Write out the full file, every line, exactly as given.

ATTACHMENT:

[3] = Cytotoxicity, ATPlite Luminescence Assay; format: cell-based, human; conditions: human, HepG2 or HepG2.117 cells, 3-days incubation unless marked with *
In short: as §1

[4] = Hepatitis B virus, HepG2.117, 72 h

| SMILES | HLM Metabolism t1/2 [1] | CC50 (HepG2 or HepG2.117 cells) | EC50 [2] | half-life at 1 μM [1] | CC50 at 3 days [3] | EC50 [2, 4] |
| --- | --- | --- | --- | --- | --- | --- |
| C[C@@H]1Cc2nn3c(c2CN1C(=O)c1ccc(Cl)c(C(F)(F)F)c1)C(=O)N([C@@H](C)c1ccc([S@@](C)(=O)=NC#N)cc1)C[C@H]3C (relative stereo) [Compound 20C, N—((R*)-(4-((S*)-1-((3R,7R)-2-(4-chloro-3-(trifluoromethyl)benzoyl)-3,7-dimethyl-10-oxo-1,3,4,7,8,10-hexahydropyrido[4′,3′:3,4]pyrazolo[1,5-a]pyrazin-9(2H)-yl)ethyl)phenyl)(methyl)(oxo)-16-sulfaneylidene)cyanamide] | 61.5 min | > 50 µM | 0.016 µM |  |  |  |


[3] = Cytotoxicity, ATPlite Luminescence Assay; format: cell-based, human; conditions: human, HepG2 or HepG2.117 cells, 3-days incubation unless marked with *
In short: as §1

[4] = Hepatitis B virus, HepG2.117, 72 h

| SMILES | HLM Metabolism t1/2 [1] | CC50 (HepG2 or HepG2.117 cells) | EC50 [2] | half-life at 1 μM [1] | CC50 at 3 days [3] | EC50 [2, 4] |
| --- | --- | --- | --- | --- | --- | --- |
| C[C@@H]1Cc2nn3c(c2CN1C(=O)c1ccc(Cl)c(C(F)(F)F)c1)C(=O)N([C@@H](C)c1ccc([S@@](C)(=O)=NC#N)cc1)C[C@H]3C (relative stereo) [Compound 20C, N—((R*)-(4-((S*)-1-((3R,7R)-2-(4-chloro-3-(trifluoromethyl)benzoyl)-3,7-dimethyl-10-oxo-1,3,4,7,8,10-hexahydropyrido[4′,3′:3,4]pyrazolo[1,5-a]pyrazin-9(2H)-yl)ethyl)phenyl)(methyl)(oxo)-16-sulfaneylidene)cyanamide] | 61.5 min | > 50 µM | 0.016 µM |  |  |  |